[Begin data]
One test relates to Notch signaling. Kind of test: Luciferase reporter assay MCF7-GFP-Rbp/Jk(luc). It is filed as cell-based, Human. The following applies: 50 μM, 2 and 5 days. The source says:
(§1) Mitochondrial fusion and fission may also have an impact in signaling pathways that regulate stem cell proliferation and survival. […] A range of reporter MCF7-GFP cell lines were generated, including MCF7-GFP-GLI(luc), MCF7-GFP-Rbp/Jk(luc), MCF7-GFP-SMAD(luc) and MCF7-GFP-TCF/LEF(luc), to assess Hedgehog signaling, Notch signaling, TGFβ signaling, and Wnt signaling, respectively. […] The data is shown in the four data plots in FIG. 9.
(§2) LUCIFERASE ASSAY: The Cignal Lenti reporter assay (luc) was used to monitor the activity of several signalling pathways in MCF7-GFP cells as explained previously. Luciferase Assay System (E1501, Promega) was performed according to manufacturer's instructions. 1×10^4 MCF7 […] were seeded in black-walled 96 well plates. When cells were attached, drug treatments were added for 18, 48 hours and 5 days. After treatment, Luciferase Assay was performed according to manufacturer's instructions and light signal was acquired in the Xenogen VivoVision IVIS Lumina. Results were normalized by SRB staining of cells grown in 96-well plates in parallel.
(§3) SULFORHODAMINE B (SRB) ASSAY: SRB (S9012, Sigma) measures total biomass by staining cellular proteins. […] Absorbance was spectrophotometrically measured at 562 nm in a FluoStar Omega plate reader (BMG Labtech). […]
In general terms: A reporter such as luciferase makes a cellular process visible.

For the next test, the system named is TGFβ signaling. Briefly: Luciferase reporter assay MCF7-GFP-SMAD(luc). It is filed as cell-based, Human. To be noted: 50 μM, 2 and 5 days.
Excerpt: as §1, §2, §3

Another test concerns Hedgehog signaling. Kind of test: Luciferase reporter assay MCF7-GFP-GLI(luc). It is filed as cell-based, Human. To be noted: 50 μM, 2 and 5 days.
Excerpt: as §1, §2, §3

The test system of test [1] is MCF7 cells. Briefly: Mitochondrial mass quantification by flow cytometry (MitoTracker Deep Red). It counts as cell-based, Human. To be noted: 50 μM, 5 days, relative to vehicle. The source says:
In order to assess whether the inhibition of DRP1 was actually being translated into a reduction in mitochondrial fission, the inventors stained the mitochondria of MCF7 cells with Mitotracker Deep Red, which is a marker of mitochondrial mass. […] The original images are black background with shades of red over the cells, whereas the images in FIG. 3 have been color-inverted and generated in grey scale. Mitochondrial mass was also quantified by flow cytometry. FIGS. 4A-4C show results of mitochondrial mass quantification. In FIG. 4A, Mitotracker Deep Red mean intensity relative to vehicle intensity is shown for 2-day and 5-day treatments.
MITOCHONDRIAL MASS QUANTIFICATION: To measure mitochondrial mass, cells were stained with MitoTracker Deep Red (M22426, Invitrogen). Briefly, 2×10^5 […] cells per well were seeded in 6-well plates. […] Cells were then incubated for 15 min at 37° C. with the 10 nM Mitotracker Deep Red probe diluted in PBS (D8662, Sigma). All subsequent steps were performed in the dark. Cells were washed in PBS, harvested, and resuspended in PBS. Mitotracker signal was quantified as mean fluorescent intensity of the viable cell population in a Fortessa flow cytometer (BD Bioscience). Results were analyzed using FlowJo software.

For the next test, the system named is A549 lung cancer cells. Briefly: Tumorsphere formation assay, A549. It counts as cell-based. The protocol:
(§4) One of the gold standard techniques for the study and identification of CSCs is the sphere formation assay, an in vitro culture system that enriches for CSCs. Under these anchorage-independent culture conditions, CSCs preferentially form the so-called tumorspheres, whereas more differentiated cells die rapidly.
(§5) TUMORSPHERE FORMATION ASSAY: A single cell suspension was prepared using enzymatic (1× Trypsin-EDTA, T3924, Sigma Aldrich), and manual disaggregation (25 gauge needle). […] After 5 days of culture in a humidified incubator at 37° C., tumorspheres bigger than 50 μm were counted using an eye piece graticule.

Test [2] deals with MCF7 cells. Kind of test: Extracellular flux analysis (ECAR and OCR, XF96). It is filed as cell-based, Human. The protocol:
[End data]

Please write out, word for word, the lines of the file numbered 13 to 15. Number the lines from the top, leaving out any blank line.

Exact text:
For the next test, the system named is A549 lung cancer cells. Briefly: Tumorsphere formation assay, A549. It counts as cell-based. The protocol:
(§4) One of the gold standard techniques for the study and identification of CSCs is the sphere formation assay, an in vitro culture system that enriches for CSCs. Under these anchorage-independent culture conditions, CSCs preferentially form the so-called tumorspheres, whereas more differentiated cells die rapidly.
(§5) TUMORSPHERE FORMATION ASSAY: A single cell suspension was prepared using enzymatic (1× Trypsin-EDTA, T3924, Sigma Aldrich), and manual disaggregation (25 gauge needle). […] After 5 days of culture in a humidified incubator at 37° C., tumorspheres bigger than 50 μm were counted using an eye piece graticule.